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Louisiana. Ground Zero for clearing the educational decks (by political steamroller or hurricane) and putting “reform” in place. Louisiana, where Bobby Jindal and the legislature he controls choose political victories and empty rhetoric over the needs of actual kids. Doesn’t matter if people are demonstrating on the statehouse steps, calling out their pain and frustration. Doesn’t matter if teachers and school leaders and families have been trying, against enormous odds, to make their neighborhood schools better.
The good work done, the hard-won, incremental inching forward? Sorry.
Ideology triumphs over human beings!
Unless it doesn’t--in some little corner, where educators keep going, in spite of the fact that their elected officials are self-righteously voting against their daily efforts to do the right thing, right down the road.
Meet the teachers in one Louisiana school, who made the decision to play by the federal government’s thorny “turnaround” rules: Boot the principal and get a new one. Boot half the teachers, and replace them. Agree to a year of intensive professional development and regular critical inspections (while simultaneously working with brand new colleagues and in a new community). Put your professional reputations on the line--and your data on the wall. Accountability, squared.
I’ve been following this school, working with them--and can testify that, to a person, they took the responsibility to turn the school around very seriously.
I was there, before the work began. And--the place was a disgraceful mess. Teachers had to take time away from lesson planning and team-building to clean layers of grime off unused materials and wash windows. No job too small or dirty--building a welcoming, safe environment was Job #1.
I was back, mid-year, as they were diligently fine-tuning instruction and curriculum--the only things they could control--and challenging each other to be more effective. And I started to think that yes, “failing” schools could be turned around.
In the end, real school reform is about people. Not governance models, iPads, data walls, or young firebrands relentlessly pursuing career tracks in education policy. Real reform is certainly not about passing laws, holding summits with Famous Speakers or adopting commercial programs wholesale. It’s not about entrepreneurs, “venture philanthropy” or $500K ad campaigns.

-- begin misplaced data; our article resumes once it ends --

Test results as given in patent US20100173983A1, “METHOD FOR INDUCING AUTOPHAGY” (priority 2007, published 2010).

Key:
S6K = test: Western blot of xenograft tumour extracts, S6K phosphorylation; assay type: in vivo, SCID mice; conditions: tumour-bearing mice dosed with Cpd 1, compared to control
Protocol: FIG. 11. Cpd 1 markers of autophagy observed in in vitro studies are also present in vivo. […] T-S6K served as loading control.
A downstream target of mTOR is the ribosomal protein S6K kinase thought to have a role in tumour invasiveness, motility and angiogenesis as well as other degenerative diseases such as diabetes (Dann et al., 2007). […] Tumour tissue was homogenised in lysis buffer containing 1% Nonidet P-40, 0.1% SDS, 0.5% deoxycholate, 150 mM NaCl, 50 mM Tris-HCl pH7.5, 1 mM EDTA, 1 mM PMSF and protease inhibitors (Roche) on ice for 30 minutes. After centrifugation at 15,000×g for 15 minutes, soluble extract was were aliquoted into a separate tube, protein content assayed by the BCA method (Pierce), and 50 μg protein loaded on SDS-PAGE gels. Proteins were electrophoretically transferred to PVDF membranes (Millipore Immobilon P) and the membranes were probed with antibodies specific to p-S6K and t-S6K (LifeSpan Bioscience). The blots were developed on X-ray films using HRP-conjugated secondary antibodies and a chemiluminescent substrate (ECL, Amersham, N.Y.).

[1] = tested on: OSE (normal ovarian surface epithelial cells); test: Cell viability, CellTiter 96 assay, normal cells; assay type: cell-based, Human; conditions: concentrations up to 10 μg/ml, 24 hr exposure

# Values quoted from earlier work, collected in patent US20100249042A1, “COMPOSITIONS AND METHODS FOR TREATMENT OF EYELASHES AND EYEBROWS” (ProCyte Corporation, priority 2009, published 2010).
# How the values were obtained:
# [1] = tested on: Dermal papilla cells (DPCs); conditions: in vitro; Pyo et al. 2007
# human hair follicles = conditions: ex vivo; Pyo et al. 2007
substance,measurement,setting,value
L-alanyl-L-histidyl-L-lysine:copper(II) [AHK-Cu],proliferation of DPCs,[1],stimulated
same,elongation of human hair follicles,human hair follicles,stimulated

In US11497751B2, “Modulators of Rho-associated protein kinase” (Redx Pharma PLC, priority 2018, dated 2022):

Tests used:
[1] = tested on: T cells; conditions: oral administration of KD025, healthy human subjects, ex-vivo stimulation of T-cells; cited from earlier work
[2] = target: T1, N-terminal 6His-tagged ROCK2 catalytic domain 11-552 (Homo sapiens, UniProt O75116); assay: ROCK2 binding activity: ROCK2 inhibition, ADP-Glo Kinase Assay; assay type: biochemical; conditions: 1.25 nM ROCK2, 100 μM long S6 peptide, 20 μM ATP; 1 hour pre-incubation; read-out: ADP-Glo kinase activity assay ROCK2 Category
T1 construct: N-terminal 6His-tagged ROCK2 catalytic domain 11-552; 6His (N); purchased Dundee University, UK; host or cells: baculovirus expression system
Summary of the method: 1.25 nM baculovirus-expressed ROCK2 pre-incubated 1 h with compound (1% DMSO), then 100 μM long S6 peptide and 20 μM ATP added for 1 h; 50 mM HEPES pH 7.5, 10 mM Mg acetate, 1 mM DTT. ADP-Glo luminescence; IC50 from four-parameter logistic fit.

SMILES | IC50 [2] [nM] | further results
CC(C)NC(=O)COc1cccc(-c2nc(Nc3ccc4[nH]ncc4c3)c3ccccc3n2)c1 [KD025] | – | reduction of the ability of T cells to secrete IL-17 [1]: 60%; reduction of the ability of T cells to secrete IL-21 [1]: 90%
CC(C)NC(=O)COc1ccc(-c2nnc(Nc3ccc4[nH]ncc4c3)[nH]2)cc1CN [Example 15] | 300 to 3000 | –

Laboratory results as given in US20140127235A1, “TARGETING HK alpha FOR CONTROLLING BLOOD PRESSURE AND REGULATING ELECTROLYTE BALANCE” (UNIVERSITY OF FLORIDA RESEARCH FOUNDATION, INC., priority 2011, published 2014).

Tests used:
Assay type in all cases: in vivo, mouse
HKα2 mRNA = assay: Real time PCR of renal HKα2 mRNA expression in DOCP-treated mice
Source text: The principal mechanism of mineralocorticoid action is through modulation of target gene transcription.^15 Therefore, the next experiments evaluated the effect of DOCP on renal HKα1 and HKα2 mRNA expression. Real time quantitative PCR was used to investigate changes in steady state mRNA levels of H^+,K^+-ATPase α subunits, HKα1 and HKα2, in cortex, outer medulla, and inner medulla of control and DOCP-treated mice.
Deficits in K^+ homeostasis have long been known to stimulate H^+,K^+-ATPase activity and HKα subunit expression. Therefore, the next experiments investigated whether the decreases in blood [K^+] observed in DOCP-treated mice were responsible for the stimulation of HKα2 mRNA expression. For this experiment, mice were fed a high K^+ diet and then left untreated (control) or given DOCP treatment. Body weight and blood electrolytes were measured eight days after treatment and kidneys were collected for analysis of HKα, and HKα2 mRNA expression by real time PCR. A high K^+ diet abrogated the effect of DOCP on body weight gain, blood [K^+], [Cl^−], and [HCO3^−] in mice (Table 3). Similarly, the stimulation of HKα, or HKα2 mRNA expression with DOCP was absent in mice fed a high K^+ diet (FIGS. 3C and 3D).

It is about commitment to kids and their learning. It’s about the most important knowledge and skills--and how to teach and apply them. It’s about continuously improving daily practice in the classroom, mastering a pedagogical skill set. It’s about building a school community--trusting other teachers in your building enough to reveal doubts and weaknesses, and share your best ideas; and most important, honestly reaching out to parents whose circumstances may be completely foreign to you. It’s analyzing what went right and what went wrong in the classroom every day, and using those (occasionally painful) self-critical observations tomorrow, to do it better.
The teachers holding the blue boxes? They just spent 100 hours focused on the principles in the previous paragraph--also known as the National Board for Professional Teaching Standards Five Core Propositions, the bedrock of NBPTS’s Take One! assessment. They’re surrounded, in the photo, by colleagues who cared enough to get involved in other teachers’ work. They’ve volunteered to hold themselves up to high and rigorous standards, to be fully professional.
They need to be applauded. They have done their very best to turn around a mess.
One of the most familiar memes in the ed reform discourse is that we make educational decisions for the benefit of adults, not kids. I used to think that wasn’t true.
But when I consider the actions of policy-makers in Louisiana--and the failure of the U.S. Department of Education to fund the National Board work for the first time--I wonder. Who really has the power to turn around a school? And who is benefiting from the idea of school “turnarounds?”
The opinions expressed in Teacher in a Strange Land are strictly those of the author(s) and do not reflect the opinions or endorsement of Editorial Projects in Education, or any of its publications.